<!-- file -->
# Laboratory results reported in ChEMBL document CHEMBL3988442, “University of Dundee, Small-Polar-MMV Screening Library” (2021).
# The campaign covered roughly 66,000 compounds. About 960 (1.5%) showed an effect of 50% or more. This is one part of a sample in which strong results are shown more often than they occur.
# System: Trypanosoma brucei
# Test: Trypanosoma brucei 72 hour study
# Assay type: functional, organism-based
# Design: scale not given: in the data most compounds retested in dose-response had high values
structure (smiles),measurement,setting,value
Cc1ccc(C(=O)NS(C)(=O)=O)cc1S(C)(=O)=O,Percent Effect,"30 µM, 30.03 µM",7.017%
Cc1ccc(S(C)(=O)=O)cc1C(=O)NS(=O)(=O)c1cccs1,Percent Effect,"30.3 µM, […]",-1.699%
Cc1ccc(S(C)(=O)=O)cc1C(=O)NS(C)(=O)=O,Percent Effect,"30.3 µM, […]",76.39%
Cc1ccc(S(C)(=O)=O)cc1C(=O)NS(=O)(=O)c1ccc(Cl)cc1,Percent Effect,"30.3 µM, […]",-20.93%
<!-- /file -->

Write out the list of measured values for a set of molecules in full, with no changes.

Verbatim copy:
# Laboratory results reported in ChEMBL document CHEMBL3988442, “University of Dundee, Small-Polar-MMV Screening Library” (2021).
# The campaign covered roughly 66,000 compounds. About 960 (1.5%) showed an effect of 50% or more. This is one part of a sample in which strong results are shown more often than they occur.
# System: Trypanosoma brucei
# Test: Trypanosoma brucei 72 hour study
# Assay type: functional, organism-based
# Design: scale not given: in the data most compounds retested in dose-response had high values
structure (smiles),measurement,setting,value
Cc1ccc(C(=O)NS(C)(=O)=O)cc1S(C)(=O)=O,Percent Effect,"30 µM, 30.03 µM",7.017%
Cc1ccc(S(C)(=O)=O)cc1C(=O)NS(=O)(=O)c1cccs1,Percent Effect,"30.3 µM, […]",-1.699%
Cc1ccc(S(C)(=O)=O)cc1C(=O)NS(C)(=O)=O,Percent Effect,"30.3 µM, […]",76.39%
Cc1ccc(S(C)(=O)=O)cc1C(=O)NS(=O)(=O)c1ccc(Cl)cc1,Percent Effect,"30.3 µM, […]",-20.93%